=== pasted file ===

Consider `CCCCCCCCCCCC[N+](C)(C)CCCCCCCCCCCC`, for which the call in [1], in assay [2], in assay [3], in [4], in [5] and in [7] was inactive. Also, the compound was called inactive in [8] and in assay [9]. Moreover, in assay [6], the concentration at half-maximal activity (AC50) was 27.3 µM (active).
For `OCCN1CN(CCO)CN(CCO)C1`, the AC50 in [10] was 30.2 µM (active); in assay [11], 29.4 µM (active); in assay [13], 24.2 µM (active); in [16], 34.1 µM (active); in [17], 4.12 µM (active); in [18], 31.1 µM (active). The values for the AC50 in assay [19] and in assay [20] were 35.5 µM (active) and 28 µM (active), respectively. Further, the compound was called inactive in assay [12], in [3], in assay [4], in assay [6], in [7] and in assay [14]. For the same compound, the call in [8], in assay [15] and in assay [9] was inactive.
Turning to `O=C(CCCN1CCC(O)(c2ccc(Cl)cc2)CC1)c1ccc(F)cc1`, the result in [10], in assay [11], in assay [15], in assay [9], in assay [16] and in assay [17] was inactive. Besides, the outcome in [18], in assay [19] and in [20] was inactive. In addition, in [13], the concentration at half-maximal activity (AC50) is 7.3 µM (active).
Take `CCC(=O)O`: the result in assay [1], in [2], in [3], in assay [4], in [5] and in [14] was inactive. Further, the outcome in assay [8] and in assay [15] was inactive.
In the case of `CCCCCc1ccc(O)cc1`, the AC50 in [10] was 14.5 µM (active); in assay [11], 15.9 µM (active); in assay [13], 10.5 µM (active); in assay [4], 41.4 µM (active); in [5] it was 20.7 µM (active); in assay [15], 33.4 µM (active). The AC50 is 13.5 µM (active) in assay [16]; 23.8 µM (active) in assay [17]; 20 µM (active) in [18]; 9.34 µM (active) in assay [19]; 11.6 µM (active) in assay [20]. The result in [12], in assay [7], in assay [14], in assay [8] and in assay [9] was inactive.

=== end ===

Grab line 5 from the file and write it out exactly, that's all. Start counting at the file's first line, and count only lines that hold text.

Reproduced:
In the case of `CCCCCc1ccc(O)cc1`, the AC50 in [10] was 14.5 µM (active); in assay [11], 15.9 µM (active); in assay [13], 10.5 µM (active); in assay [4], 41.4 µM (active); in [5] it was 20.7 µM (active); in assay [15], 33.4 µM (active). The AC50 is 13.5 µM (active) in assay [16]; 23.8 µM (active) in assay [17]; 20 µM (active) in [18]; 9.34 µM (active) in assay [19]; 11.6 µM (active) in assay [20]. The result in [12], in assay [7], in assay [14], in assay [8] and in assay [9] was inactive.